crops and SmartFresh for edible crops) were certificated in America and approved
for food use by the Environmental Protection Agency (EPA) in 2002. Thus, 1-MCP
is widely investigated in climacteric and non-climacteric fruit, vegetables
and flowers (Chutichudet et al., 2010; Ramin, 2008;
The 1-MCP treatment maintained fruit firmness, inhibited activities of antioxidant
enzymes (Singh and Dwivedi, 2008; Wang
et al., 2009), delay the express of pectate lyases which degrade
pectins (Chourasia et al., 2006), thus increased
the number of days to ripening. 1-MCP could delay ripening of harvested mango
fruit (Hofman et al., 2001) while the effective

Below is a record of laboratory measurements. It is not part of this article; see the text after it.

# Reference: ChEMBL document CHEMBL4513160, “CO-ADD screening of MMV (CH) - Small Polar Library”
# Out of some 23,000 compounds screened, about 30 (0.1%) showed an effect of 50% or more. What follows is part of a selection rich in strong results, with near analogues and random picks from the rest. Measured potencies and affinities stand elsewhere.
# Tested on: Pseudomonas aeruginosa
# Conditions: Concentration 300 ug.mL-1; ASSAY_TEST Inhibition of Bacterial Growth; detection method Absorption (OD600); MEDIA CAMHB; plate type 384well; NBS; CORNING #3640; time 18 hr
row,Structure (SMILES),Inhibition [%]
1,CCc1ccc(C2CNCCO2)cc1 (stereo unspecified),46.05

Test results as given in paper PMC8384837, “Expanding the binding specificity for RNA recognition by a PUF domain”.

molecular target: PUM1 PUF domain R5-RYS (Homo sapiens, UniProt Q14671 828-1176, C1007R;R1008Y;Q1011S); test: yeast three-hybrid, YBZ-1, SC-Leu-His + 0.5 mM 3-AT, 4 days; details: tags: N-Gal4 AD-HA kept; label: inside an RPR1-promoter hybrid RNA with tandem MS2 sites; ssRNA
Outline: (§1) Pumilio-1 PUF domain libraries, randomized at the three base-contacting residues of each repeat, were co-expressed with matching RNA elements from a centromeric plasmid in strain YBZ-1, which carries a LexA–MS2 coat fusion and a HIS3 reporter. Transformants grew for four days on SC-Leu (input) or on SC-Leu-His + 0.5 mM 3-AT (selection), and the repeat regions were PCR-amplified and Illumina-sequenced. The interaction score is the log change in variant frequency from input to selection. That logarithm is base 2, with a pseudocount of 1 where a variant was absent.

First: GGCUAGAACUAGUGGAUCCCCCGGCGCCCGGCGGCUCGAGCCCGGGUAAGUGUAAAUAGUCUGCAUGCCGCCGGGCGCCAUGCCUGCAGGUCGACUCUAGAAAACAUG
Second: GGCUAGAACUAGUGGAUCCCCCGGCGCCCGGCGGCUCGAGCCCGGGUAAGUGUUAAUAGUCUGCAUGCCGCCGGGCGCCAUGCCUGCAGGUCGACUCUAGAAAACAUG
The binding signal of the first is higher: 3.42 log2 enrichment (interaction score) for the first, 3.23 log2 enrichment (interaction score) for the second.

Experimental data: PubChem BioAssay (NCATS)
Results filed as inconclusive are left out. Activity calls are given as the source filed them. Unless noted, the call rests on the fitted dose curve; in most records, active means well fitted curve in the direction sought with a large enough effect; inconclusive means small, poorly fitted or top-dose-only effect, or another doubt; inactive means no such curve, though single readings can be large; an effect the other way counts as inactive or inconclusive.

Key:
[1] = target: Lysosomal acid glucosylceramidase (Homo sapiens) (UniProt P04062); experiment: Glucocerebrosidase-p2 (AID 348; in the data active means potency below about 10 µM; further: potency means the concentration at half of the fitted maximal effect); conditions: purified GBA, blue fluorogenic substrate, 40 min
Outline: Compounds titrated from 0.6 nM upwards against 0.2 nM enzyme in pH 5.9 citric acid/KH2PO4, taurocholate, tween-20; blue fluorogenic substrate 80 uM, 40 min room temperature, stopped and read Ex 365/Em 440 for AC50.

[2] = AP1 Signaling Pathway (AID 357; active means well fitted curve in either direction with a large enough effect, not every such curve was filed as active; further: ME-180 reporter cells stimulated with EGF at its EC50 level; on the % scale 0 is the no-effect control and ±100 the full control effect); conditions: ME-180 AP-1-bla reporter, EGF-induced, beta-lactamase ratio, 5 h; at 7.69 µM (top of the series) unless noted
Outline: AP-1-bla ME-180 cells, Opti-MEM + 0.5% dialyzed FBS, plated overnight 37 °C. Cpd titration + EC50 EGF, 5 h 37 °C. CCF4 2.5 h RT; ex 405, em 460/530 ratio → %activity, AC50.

concentration was quite variable, which could be 0.1 μL L-1
in thin-pericarp cultivars such as Guifei (Wang et al.,
2006) or 200 μL L-1 in thick-pericarp ones such as Zihua
(Jiang and Joyce, 2000). Furthermore, the desirable
effect of 1-MCP treatment depend largely on the characteristics of the crops,
temperature, treatment duration, fruit maturity, time from harvest to treatment
and application times, which should all been taken into consideration (Blankenship
and Dole, 2003; Watkins, 2006).
Commercial application of 1-MCP to horticultural products is based on release
of gaseous 1-MCP from a 1-MCP/α-cyclodextrin complex after addition of
water or base solution in closed environments to ensure exposure of the crops
to the chemical for several hours. Hotchkiss et al.
(2007) reported the usage of 1-MCP in combination with modified atmospheres